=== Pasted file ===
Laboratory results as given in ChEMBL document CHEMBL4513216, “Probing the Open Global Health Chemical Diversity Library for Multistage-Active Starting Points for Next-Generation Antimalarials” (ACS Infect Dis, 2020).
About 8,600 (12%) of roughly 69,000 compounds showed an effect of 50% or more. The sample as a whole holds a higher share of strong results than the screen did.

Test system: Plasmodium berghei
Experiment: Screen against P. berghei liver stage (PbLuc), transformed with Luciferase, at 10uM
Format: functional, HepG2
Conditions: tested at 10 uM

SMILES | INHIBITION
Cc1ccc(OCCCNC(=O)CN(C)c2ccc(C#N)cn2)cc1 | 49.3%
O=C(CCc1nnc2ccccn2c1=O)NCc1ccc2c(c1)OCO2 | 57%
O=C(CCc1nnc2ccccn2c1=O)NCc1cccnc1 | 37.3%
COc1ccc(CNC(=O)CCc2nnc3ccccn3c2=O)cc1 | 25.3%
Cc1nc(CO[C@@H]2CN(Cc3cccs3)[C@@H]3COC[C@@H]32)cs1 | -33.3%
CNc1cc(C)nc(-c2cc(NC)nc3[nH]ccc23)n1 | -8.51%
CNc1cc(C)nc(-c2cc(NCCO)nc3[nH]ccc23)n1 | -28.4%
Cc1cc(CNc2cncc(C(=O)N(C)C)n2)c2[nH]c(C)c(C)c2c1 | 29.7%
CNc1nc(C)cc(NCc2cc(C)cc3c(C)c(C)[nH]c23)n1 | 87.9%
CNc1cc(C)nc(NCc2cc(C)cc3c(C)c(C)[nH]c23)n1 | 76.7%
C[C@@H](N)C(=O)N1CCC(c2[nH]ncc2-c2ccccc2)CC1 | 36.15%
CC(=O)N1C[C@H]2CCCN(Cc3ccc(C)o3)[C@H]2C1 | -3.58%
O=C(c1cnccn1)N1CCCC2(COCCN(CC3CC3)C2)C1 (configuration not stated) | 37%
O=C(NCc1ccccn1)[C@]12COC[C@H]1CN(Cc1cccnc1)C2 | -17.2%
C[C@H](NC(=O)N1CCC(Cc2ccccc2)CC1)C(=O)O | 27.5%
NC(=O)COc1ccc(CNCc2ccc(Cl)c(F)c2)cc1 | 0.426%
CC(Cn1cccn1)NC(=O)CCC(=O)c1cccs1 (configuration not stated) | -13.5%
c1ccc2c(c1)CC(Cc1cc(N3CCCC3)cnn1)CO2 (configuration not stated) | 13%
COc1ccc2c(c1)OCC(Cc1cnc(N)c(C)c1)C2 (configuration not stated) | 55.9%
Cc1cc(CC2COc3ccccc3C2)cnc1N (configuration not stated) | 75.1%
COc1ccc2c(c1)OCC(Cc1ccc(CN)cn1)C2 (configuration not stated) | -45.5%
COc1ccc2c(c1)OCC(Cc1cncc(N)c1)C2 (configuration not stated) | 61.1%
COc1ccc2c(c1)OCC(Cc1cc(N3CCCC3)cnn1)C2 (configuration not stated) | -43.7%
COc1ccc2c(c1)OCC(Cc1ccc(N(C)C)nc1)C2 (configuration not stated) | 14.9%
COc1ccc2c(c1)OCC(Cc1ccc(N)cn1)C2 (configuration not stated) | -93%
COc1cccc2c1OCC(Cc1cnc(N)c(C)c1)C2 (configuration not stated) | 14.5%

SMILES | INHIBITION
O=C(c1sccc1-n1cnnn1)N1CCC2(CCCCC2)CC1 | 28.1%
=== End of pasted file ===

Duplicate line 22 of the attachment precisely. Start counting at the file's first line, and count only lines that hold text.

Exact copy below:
C[C@H](NC(=O)N1CCC(Cc2ccccc2)CC1)C(=O)O | 27.5%